Celebrating The Dale’s Own ‘Force of Nature’

It was almost six years ago that I was introduced to the one who I now affectionately describe as a “force of nature”- Souad Sharabani. At the time we needed someone to help direct the kitchen at our Monday Drop-In and Souad was willing. Since then she has transformed the way we cook, convinced our community to “eat their vegetables” and become a very good friend.

Souad was born in the Middle East, has lived and travelled all over the world and now speaks five languages. When Souad is not at The Dale she is an independent radio-documentary producer who explores politics and social/cultural trends, a blogger and more recently a published cook book author (check out Scents of Memory). Souad adores her family and shares pictures and stories of them whenever she can. Her cooking is largely influenced by her travels, rich in flavour and extremely healthy. In fact, her food is so full of herbs and spices that we have dramatically cut down on everyone’s salt intake in the drop-in because the food just doesn’t need it.

When things got bleak at PNC (now The Dale) Souad remained present. I remember dreaming together about how to make things work beyond our impending homelessness. We found an alternate location for the Monday meal and Souad adjusted to cooking in a much smaller space, one where we learned to use glorified hot plates to prepare food for more people than we ever had to in our former industrial kitchen. The group of community volunteers has become a real team under Souad’s leadership. She quietly and consistently works to show them her appreciation, constantly recognizing that it is collectively their kitchen.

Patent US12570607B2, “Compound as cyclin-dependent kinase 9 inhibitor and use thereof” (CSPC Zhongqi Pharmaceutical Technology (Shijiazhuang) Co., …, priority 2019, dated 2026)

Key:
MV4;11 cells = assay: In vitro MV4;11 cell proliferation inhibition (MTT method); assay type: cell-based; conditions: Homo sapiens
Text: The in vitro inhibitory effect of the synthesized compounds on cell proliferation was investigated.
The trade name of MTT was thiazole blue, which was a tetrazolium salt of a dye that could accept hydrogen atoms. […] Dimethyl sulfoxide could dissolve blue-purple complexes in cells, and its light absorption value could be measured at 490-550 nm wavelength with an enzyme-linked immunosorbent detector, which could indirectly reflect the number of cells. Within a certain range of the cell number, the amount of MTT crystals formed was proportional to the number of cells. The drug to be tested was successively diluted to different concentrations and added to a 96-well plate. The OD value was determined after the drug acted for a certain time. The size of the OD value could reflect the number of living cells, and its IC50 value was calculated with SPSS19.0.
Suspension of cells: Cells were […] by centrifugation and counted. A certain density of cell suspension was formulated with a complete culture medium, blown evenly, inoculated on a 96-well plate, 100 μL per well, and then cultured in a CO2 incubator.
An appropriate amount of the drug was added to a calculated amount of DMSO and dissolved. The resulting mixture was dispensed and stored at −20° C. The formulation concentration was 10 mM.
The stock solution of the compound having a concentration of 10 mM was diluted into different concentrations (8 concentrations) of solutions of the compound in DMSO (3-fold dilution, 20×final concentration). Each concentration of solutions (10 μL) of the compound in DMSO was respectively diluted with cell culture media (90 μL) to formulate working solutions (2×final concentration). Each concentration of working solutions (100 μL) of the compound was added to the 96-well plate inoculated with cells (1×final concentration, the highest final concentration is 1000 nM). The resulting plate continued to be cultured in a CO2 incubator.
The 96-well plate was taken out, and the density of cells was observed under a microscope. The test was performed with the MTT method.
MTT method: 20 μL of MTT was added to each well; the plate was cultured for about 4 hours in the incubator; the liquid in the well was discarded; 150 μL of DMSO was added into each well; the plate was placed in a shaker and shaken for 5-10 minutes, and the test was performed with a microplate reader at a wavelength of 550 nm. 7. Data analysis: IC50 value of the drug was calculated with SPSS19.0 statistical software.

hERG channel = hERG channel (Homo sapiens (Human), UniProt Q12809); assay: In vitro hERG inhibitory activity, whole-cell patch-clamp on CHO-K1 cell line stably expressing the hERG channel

Souad has always been straight up with me, something I appreciate. I know when she is mad, concerned or pleased. She has endlessly listened to me. We have enjoyed homemade bread and tea at her kitchen table, walks with her beloved dogs and many a coffee with LOTS of milk.

When Souad isn’t in the kitchen, we all miss hearing her call us either ‘Angels’ or ‘Munchkins’, her colourful language and the way she dances to Motown blaring on the stereo. When Souad is in a room you can’t help but notice her dynamic presence. Six years in, we are incredibly grateful for that presence. Souad, thank you for everything: your fierce loyalty to The Dale, your friendship, your food and all the love that you show through it. Here’s to many more years.

Community Gardening

Spring is finally here and I’ve got gardening on the brain. I love getting my hands dirty. I love the way soil, fresh air and plants smell. I really love that there is a community garden in Parkdale that The Dale gets to be a part of. The garden is nestled beside a Community Centre and feels like a little oasis: when I am inside the gate I suddenly feel very far from the hustle and bustle of Queen Street.

Over the years we’ve endeavoured to grow an assortment of things to various degrees of success: tomatoes, carrots, swiss chard, lettuce, etc. We always plant a serious amount of herbs. During one of our more prolific harvests we were able to regularly send people home with packages of fresh food. I dream about being able to do that again.

I believe there is a lot that is important about community gardening. First, it reconnects people to the land: as city dwellers it can be easy to forget where our food actually comes from and gardening allows us to be in closer touch with it. Second, too often people forget the taste of fresh food because the cost can seem prohibitive or they simply have no place to store or cook it. Sharing smaller amounts of food from our own plot helps to combat this. Finally, gardening can help break down the kind of alienation that occurs when people are isolated. Gardening gets people outside where they must work cooperatively toward a common goal. There’s truly something satisfying about seeing a garden come to life.

I think we should each experience the wonderment of seeing a tiny seed buried in the ground, sprout, grow and produce fruit. Have you ever seen a child pull a carrot out of the ground for the first time? I remember the astonishment on my daughter Cate’s face when she yanked out a beautiful, long, bright orange root. I look forward to being similarly amazed this season.